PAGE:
by oropharyngeal (thrush) and esophageal candidiasis, is the usual order of presentation of this infection. Candidiasis is routinely being treated topically with ketoconazole (Nizoral), clotrimizole (Nystatin, Gyne-Lotrimin), or miconazole (Monistat 3) when possible, reserving the systemic drugs such as fluconazole (Diflucan), amphotericin, and itraconazole (Sporanox) for more severe fungal infections. Cryptococcus neoformans is the most frequently occurring life-threatening fungal infection, usually affecting those with CD4+ counts below 50. Cryptococcosis most often presents as disseminated disease. Cryptococcal meningitis is the most common manifestation, but pneumonia is also seen. This infection should be treated aggressively with amphotericin, followed by suppressive therapy with fluconazole. Histoplasmosa capulatum is endemic to the Midwestern United States and found in bird droppings. It causes acute pulmonary disease. The preferred therapy for disseminated histoplasmosis is amphotericin. Coccidioides immitis is endemic to the Southwestern United States and Mexico. Most patients with this infection have CD4+ counts under 250. The clinical presentation of coccidioidomycosis is acute pulmonary infection. Disseminated disease should be treated with amphotericin, followed by suppressive therapy with ketoconazole or fluconazole for life. Aspergillosis is seen infrequently and usually only in advanced AIDS. The lungs are most commonly involved, and secondarily the brain. The treatment of choice is amphotericin.
Cytomegalovirus (CMV) infection is a common HIV-related pathogen causing retinitis, colitis, and encephalopathy. Most people are infected with dormant CMV, but active disease emerges in 20% to 40% of HIV/AIDS patients, particularly in those with CD4+ counts of less than 50. CMV retinitis accounts for the 75% to 85% of CMV disease and is the leading cause of blindness in AIDS patients. Symptoms include blurry vision, light flashes, and floaters. A therapy specific for CMV retinitis is surgical implantation of a ganciclovir pellet (Vitrasert) in the affected eye together with oral Ganciclovir. The implant is effective for several months, but will not protect the other eye from CMV (Princeton, 2003). CMV colitis presents with abdominal pain, diarrhea, anorexia, weight loss, and fever. CMV encephalopathy is usually seen as radiculopathy. This occurs as a spinal cord syndrome with lower-extremity weakness, spasticity, areflexia, urinary retention, and hypoesthesia. Subacute encephalitis caused by CMV also occurs in AIDS patients. Personality changes, difficulty concentrating, headaches, and sleepiness frequently are present. The best prophylaxis is effective ARV therapy to restore the immune system. Initial acute therapy is with IV Ganciclovir. Maintenance therapy throughout the life of the patient is critical for CMV retinitis because the virus is only suppressed by Ganciclovir and not eliminated. Oral Ganciclovir is nearly as effective as IV Ganciclovir was at delaying reactivation of CMV retinitis. Toxicity and viral resistance may limit Ganciclovir therapy. Foscarnet and Cidofovir may provide alternate therapies (Sande & Volberding, 1999).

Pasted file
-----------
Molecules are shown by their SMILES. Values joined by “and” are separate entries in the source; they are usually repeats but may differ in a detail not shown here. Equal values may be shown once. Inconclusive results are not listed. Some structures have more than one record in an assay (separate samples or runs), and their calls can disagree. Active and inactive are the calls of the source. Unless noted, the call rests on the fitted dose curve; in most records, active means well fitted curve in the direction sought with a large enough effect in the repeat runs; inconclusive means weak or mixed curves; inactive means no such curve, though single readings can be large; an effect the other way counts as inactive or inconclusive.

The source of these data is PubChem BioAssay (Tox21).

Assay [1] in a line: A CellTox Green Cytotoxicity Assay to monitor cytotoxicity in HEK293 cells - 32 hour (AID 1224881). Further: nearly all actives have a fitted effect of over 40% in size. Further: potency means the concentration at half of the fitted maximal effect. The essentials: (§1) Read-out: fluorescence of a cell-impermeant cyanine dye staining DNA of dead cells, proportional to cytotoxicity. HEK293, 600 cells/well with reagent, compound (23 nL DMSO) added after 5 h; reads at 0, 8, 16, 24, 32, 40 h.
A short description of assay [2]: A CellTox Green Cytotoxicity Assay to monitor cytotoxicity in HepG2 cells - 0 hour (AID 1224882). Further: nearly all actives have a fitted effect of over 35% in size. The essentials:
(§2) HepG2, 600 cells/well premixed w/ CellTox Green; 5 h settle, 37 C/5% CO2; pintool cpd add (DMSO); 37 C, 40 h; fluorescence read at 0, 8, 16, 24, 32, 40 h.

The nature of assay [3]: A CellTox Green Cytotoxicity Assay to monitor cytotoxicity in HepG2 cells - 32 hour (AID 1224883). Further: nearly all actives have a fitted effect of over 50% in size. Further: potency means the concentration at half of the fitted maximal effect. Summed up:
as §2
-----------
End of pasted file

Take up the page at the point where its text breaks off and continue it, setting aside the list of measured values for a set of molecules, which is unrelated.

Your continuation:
Herpes viruses cause a number of symptoms in immunocompetent people and are responsible for substantial morbidity in immunosuppressed HIV/AIDS patients where their symptoms are more severe and of longer duration. This family of viruses includes CMV, described previously, as well as herpes simplex viruses I and II and herpes zoster. Herpes simplex virus I produces cold sores or fever blisters primarily around the mouth, but they can also occur on the genitalia. Other symptoms include fever, fatigue, swollen glands, and muscle pain. Herpes simplex virus II produces painful ulcers on the genitals or anus. Symptoms preceding an outbreak are similar to influenza. Herpes zoster (shingles) causes a painful rash along a particular dermatome, which is a reactivation of previous chicken pox infection. Suppression and treatment are accomplished with acyclovir (Zovirax), famciclovir (Famvir), or valacyclovir (Valtrex).